That was the news flash I came away with the other night...
I had to go to the 'Elternabend'* for Ben's class. We have two children and therefore two Elternabends per term (joy) I usually send Si to Ben's and go to Jasmine's myself.
I asked Si if he was going to go, he thought for a moment and then said,
"this is where they talk all evening about nothing?"
I confirmed that this was indeed what usually happened (or didn't) to which Si declared that he wouldn't go. Fair enough, I'm not overly keen myself. And I would have left it at that but then I had a thought, Ben has changed teachers, so I really should show willing and I was trying to decide whether to go myself or not when I bumped into the mum who'd drawn up the agenda, which had as the penultimate point 'England Fahrt Juni 2012'**. I commented that it was rather forward planning (even for the hyper organised Germans) to be discussing the possibility of a trip by the bilingual class to England some 10 months hence. Her answer made me determined to attend the Elternabend no matter how dull and boring it would be. Apparently some parents were concerned about the safety of their children because of the riots that took place in parts of England in August.
The meeting kicked off at 7.30 and I think I made it home by 9.30, we got side tracked by discussions about toilets (really), the unfairness of having vocab tests for two different subjects scheduled for the same day (sob, sob) and whether the children would enjoy reading Oliver Twist in English (probably not). But the discussion that took up the most time was of course the prospect of the trip to England. The teacher, Herr J, tried to joke they could always go to New York to which I called out that the kids are learning English English and not American English which is a completely different language (in my opinion) and then down to his overheads showing whereabouts they proposed to go (Hastings or Herne Bay) and the timetable of events as used in previous years.
Herr J talked a good talk and kept going without interruption for some time, but eventually a parent could take the suspense no longer and asked the question that they were probably all desperate to ask, "will my little Josef be safe?"
I'm so glad I'd been forewarned and had spent enough time on the internet, swotting, because Herr J turned to me and pretty much asked me to allay their fears. I had felt like telling them that there was more danger from the weather (especially seeing as the UK was at the time being side swiped by hurricane Katja) and what about the risks of B.S.E***, Bird Flu or Swine Flu? But as the Germans probably wouldn't recognize my feeble attempt at humour unless I smacked them in the face with a wet fish, I thought I'd better stick to the truth, the truth and nothing but the truth.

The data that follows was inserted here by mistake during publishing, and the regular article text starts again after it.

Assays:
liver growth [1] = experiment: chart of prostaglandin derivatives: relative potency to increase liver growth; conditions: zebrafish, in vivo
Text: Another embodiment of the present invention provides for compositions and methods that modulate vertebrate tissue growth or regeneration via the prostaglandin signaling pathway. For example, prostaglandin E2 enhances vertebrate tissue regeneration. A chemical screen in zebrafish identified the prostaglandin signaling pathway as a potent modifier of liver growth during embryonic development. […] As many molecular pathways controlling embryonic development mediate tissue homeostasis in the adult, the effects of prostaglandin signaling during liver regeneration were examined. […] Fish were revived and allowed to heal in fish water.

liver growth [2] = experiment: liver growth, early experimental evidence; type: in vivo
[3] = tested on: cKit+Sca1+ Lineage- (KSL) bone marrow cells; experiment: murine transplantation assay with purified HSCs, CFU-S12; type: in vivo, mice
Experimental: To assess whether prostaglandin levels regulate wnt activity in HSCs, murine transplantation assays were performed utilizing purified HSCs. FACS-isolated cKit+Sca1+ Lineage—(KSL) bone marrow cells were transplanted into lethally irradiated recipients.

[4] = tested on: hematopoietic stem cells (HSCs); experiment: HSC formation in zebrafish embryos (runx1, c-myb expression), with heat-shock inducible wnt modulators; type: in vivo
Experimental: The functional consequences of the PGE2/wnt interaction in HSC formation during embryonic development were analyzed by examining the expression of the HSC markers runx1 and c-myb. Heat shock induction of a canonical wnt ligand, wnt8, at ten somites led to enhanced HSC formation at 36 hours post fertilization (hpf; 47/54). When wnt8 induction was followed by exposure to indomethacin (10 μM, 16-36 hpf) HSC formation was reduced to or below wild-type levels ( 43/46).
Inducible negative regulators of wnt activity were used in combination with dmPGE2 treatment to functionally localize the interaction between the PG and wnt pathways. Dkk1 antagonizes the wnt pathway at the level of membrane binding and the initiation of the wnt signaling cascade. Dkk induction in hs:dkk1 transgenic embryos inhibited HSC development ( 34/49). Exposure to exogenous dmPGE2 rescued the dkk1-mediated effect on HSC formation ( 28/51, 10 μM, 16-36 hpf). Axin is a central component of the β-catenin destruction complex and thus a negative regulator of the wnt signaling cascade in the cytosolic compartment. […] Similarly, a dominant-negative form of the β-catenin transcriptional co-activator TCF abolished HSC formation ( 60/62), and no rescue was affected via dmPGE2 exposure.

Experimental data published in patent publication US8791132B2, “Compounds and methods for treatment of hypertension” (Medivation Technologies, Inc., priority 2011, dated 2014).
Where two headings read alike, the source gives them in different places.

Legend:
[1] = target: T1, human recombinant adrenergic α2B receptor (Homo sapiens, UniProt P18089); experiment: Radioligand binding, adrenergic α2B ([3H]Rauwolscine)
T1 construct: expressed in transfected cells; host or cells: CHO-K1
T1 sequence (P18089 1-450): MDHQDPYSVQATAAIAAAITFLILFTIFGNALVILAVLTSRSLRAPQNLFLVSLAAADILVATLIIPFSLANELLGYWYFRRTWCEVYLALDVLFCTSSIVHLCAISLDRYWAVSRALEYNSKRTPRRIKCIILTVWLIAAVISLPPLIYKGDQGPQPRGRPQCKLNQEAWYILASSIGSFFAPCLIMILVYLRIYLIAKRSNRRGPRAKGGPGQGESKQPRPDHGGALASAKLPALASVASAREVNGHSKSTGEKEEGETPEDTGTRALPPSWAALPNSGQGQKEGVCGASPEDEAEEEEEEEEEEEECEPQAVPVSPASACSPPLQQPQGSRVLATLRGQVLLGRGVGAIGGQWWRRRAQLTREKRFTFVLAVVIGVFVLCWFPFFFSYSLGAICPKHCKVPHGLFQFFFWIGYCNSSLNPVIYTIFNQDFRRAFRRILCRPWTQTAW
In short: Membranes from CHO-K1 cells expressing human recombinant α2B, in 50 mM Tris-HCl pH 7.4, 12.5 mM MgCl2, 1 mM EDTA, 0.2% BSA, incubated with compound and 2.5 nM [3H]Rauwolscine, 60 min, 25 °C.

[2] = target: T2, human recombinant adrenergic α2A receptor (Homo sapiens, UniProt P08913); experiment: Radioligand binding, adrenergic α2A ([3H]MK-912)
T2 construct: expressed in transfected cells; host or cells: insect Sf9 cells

So I asked, are you planning to take the kids to Croydon, Clapham, Greater Manchester etc? No? Then I think you'll find that England is as safe as Essen. I was backed up by another mother who'd been in the UK shortly before the rioting, I forebore to mention that I was there when it all kicked off...there's a time and a place to be a drama queen!
Safety dealt with Herr J moved onto the fact that England has been hit harder than Germany with the economic downturn over the last few years and that it could be that students stay with host families who maybe can't afford to offer three types of muesli for breakfast, it was possible that the kids might have to make do with bread and cheese for their packed lunch. I was so embarassed, the way he was talking was as if England was a third world country. Yes, breakfast does seem to be a big deal to Germans, whilst for the English it is often merely a breaking of the night's fast - a quick bowl of cereal or a piece of toast, but Kettwig is an affluent area, most of these kids will have visited foreign countries before, and hopefully they are intelligent enough (gymnasium afterall, should be top of the food chain) to expect things to be a little different from home (although for my son a basic English style breakfast is what he's always been used to).
The itinerary was also thoroughly examined, the pros and cons of visiting Madame Tussauds discussed and then we came to Dover Castle. Apparently it has 'secret wartime tunnels' but Herr J said "kein Angst" (= don't worry) and started on about the tunnels dating from WW II and how the kids enjoy it. I sat there thoroughly bemused. What's to worry about? It's a tourist attraction, it's going to be 100% safe, clean and thoroughly sanitised, there wont even be a cobweb out of place, let alone an unexploded bomb or a loaded pistol.
I came back from this two hour interlude chuntering under my breath about how Enlgand was now apparently a third world country and unsafe for German tourists and had to suffer Simon taking me to task for 'making a drama out of things'...next time he can damn well go, see if he can hold his tongue longer than I did!
* Literal translation of Elternabend is 'parents evening', but this is not where you get a one to one session with the various teachers in the school who have the (mis)fortune to (try to) teach your little darling (that's the Elternsprachtag) This is the session where all the parents gather and discuss (argue) with the main class teacher whatever has been put on the agenda.
** England trip, June 2012.
*** In Germany I'm not allowed to give blood, because I lived in England during the B.S.E years and presumably am highly contagious.